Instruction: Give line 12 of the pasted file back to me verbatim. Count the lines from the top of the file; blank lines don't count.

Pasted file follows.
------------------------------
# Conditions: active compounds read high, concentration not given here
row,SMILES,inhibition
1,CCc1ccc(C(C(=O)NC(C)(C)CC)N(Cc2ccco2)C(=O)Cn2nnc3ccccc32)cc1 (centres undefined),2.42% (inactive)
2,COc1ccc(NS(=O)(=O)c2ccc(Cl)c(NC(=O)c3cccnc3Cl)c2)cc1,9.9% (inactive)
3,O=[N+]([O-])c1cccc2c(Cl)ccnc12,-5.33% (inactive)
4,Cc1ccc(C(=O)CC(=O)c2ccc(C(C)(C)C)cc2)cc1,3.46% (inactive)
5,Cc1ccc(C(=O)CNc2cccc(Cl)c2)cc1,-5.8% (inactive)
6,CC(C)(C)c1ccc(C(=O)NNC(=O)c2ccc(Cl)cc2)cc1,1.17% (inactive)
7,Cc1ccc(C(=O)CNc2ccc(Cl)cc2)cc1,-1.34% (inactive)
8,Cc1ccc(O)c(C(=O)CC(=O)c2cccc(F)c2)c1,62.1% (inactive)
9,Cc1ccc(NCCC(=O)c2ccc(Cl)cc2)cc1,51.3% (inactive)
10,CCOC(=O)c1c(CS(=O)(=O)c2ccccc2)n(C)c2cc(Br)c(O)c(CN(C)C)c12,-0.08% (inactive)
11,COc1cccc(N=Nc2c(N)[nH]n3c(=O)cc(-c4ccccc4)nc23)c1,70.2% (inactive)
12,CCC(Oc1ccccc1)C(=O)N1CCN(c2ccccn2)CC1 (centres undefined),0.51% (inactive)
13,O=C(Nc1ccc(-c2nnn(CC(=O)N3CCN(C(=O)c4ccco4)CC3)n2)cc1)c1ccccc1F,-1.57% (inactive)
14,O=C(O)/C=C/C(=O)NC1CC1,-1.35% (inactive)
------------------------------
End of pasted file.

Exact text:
10,CCOC(=O)c1c(CS(=O)(=O)c2ccccc2)n(C)c2cc(Br)c(O)c(CN(C)C)c12,-0.08% (inactive)